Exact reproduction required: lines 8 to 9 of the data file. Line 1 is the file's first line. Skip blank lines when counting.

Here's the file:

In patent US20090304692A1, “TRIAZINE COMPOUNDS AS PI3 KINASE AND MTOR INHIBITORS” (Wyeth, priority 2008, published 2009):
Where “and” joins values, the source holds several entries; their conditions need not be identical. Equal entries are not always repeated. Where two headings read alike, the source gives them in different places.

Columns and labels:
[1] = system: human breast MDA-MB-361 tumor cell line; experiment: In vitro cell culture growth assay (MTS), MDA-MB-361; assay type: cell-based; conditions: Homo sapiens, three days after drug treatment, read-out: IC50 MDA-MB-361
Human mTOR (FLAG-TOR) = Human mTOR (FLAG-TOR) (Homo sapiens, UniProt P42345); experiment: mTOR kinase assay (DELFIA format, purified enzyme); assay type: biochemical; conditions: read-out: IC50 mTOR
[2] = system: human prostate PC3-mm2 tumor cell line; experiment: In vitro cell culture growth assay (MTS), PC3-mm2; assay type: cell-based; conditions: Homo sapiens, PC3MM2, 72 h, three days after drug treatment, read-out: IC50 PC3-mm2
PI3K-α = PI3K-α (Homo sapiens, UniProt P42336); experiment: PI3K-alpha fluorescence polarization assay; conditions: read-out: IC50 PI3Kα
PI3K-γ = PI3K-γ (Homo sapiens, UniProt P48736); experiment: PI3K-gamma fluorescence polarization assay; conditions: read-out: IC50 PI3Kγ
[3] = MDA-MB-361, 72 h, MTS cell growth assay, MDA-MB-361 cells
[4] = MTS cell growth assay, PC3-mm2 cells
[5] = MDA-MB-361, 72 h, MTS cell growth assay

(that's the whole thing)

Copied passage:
PI3K-γ = PI3K-γ (Homo sapiens, UniProt P48736); experiment: PI3K-gamma fluorescence polarization assay; conditions: read-out: IC50 PI3Kγ
[3] = MDA-MB-361, 72 h, MTS cell growth assay, MDA-MB-361 cells